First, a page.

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I've written several variations of a program. The purpose of the program is to convert "any file type" to a TIFF image represenation of that file, as if it were being printed using a printer.

I'm currently using a third party printer driver that I send files to, and it outputs a TIFF image. This is nice, but it requires me to use Office Interop files, and interact with each individual processing application in order to print the files.

I had previously tried a toolkit, called Apose .NET, which did not rely on Office Interop, and did not require any printer driver. It did the conversion all on its own and would create a TIFF image. The problem with Aspose .NET was that it did not support a wide variety of input file types. Most notably, it can't do Visio files.

My project calls for the ability to create a TIFF image for virtually "any file type". (excluding exes, music files, and stuff) I know that finding something that handles literally any file type is probably not a very feasible task, so I figure if it can at least handle all the Office file types, Adobe types, and other major standard file types, then I can write a custom extension parsing module that uses those processing applications to do the printing of any file type that can be viewed using those applications.

So, does anyone know of a toolkit that can do this? Preferably one that does not rely on Office or a printer driver. It does not have to be free, or open source. Or, if you know of an amazing printer driver that does this, I'm open to that too.

Thanks in advance, Ryan

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Would converting to a PDF suffice? – Matt Ball Apr 7 '10 at 17:47
    
Can't convert to PDF. TIFF is a standard we're having to adhere to. – Ryan Apr 7 '10 at 18:11
up vote 1 down vote accepted

This is an integration project - there is no one tool that will read all of the file types you're interested in. In our case, we developed a generic transcoding service that accepts numerous input types (by file extension) and executes external applications based on that type:

We haven't found an application that will interpret Visio files of all versions other than Visio itself. And as you may already know, Office Interop should not be used on a server.

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Ah, I see. I did like Aspose.NET, although it seemed much slower than the print driver alternatives. It was all encapsulated in those nice looking APIs, though. I recall it being less customizable, compared to Office Interop, for Excel. I may ask if I can do something similar to what you have said you guys do. – Ryan Apr 7 '10 at 18:42
    
Is there a reason you use Ghostscript for PDF over Aspose.NET's PDF output? – Ryan Apr 7 '10 at 19:44
    
We supported PDF and PS prior to supporting Office docs, so we simply never had a need to consider Aspose. – ladenedge Apr 8 '10 at 16:56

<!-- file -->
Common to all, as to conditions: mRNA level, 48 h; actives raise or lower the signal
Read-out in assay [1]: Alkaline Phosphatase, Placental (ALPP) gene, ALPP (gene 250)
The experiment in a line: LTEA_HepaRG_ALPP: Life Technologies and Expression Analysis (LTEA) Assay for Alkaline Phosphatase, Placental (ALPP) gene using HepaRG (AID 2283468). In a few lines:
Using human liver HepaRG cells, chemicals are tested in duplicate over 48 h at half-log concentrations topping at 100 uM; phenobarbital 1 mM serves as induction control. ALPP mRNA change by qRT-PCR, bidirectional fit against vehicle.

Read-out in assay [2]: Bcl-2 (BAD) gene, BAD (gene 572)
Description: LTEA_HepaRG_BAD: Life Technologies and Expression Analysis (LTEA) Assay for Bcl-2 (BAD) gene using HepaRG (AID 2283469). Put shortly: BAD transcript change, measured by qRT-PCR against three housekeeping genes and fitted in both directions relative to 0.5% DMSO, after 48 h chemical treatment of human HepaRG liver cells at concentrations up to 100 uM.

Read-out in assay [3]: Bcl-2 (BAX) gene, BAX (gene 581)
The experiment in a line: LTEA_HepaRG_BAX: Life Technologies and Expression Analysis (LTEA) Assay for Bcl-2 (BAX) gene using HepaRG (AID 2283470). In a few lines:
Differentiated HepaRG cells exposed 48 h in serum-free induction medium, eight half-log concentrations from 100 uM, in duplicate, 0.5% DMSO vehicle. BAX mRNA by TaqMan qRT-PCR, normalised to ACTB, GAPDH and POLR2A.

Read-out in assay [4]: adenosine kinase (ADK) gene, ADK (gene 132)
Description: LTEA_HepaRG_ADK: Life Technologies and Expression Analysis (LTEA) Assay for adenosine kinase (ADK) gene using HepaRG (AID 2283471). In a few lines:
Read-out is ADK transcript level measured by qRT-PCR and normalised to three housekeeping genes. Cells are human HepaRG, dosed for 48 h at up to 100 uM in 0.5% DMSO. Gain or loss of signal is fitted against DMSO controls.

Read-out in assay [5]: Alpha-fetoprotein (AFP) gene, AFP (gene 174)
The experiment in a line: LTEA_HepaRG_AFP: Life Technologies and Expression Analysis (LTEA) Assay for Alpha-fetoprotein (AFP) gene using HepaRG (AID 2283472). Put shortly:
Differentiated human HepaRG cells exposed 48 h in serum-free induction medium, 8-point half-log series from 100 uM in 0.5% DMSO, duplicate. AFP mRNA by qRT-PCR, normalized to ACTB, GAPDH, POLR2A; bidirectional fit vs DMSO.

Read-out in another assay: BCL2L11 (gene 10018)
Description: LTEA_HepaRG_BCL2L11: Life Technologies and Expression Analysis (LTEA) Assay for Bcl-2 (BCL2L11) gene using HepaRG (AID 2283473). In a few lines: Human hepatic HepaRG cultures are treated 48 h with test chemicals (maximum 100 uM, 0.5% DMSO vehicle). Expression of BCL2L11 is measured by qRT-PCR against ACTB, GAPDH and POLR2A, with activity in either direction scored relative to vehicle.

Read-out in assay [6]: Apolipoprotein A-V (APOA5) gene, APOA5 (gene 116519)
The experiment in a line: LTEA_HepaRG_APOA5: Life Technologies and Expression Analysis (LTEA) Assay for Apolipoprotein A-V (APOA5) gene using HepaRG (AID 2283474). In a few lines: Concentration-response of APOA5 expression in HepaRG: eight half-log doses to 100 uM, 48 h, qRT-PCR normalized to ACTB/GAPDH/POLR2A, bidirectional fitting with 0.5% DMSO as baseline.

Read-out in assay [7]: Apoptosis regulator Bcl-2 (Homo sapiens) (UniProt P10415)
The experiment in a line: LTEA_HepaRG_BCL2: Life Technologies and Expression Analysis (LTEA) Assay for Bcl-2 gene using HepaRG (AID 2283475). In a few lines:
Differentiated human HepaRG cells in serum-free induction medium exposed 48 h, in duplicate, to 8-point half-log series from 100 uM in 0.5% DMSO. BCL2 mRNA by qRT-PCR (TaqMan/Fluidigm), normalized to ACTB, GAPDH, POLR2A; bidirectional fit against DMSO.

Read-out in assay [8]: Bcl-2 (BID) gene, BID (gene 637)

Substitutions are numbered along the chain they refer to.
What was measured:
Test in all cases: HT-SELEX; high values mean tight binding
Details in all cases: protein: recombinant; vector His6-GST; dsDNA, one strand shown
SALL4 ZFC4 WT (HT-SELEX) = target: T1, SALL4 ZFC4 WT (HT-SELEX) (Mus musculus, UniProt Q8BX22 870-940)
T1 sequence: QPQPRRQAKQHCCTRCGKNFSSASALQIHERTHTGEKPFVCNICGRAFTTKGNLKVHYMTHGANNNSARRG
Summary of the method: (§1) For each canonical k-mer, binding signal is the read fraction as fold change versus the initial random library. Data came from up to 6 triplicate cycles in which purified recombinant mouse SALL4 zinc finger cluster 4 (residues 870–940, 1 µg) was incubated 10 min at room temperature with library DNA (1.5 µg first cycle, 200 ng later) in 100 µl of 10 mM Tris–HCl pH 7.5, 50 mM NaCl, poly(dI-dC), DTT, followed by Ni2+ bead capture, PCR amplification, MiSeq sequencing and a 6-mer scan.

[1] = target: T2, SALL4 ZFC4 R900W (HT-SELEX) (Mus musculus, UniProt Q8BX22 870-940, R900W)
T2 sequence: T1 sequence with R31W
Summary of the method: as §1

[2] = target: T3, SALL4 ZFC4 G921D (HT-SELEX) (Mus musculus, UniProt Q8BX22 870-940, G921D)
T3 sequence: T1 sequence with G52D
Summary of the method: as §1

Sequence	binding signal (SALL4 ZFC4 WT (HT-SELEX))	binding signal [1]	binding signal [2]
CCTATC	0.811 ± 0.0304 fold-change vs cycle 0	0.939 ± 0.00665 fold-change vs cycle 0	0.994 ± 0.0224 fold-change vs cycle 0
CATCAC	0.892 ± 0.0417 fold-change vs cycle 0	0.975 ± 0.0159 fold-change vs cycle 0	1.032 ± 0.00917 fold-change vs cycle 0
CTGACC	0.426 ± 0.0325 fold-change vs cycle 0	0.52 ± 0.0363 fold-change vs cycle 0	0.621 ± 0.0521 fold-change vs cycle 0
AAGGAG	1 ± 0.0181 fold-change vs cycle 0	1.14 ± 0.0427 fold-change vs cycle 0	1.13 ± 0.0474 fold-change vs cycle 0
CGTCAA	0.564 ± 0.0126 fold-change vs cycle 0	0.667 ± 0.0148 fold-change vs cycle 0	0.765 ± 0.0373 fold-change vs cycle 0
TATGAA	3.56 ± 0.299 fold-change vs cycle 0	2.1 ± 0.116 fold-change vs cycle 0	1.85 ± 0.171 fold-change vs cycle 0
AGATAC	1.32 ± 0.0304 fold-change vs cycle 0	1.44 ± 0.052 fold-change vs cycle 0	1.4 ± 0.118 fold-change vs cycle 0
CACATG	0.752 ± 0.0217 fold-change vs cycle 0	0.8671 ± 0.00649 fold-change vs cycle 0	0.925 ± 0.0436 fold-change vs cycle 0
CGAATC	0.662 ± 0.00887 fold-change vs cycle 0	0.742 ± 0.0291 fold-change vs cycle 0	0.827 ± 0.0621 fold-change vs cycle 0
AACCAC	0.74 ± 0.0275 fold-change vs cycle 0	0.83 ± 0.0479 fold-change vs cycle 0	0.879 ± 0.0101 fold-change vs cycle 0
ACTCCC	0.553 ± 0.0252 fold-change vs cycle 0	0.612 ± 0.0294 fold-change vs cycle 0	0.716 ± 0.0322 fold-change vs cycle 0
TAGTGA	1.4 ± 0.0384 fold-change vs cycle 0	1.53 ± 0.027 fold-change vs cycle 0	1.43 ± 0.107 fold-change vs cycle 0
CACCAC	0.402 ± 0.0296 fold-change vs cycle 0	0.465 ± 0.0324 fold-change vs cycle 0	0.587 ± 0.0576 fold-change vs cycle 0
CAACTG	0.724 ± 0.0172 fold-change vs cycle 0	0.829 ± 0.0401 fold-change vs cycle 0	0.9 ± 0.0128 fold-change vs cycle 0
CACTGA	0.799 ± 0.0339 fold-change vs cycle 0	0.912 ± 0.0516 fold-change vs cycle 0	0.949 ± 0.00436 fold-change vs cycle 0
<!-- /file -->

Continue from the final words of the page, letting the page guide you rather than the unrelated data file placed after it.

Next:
I'd suggest using something like ImageMagick. It handles a variety of source formats.

Your "convert any file type to TIFF" requirement is absurd though.

Converting any image file type to TIFF is fine.

Converting a postscript file to TIFF is fine, though more involved (i.e., something that you can print - set up a postscript printer on your machine and print to file, then convert the .ps to TIFF).

Converting EXEs, MP3s, or other random binary data to TIFF just doesn't make sense (unless you want an TIFF image of a hex dump).

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I don't think even ImageMagick can handle "any image file type". "A lot of image file types" I can believe. ;> – dthorpe Apr 7 '10 at 18:03
    
EXEs, MP3s, other binary file types are exlcuded. Won't be trying to print those. As for the any file type requirement, I'm currently most file types by using that printer driver and any API that I can find for interacting with other processing applications - such as Word, Excel, Adobe's programs, etc. ImageMagick only does Image Type to Image Type converstions, for the most part. It won't work for like Word Doc to TIFF. – Ryan Apr 7 '10 at 18:09
    
@Ryan - I would assume that writing a printer driver is more difficult than writing a postscript-to-TIFF converter which makes use of ImageMagick. I'm reasonably sure that you could set up a networked "printer" on a unix box which would do it for you automatically too. If I were you I'd probably lobby real hard for PDF though. – Seth Apr 7 '10 at 18:17
    
Does Adobe's software convert anything to PDF? I've been under the impression that it's capable of converting basically anything to a PDF. If that's the case, I may be able to lobby for a multi-part process that converts everything to PDF, and then a seperate application to run afterwards would convert PDF to TIFF. – Ryan Apr 7 '10 at 18:37
    
@Ryan - I suggest PDF because it's far more accessible than TIFFs (i.e., windows ships with Acrobat Reader, Mac OS X has native PDF support). And there are a zillion 'print to pdf' programs out there. – Seth Apr 7 '10 at 19:50
  • FreePDF: print anything to PDF (it uses ghostscript in the background)
  • ImageMagick: convert PDF to TIFF

I used the combination to automatically generate the watermarked images for take-heart.nl.
Those images are PNG, but could just as easily have been TIFF.

--jeroen

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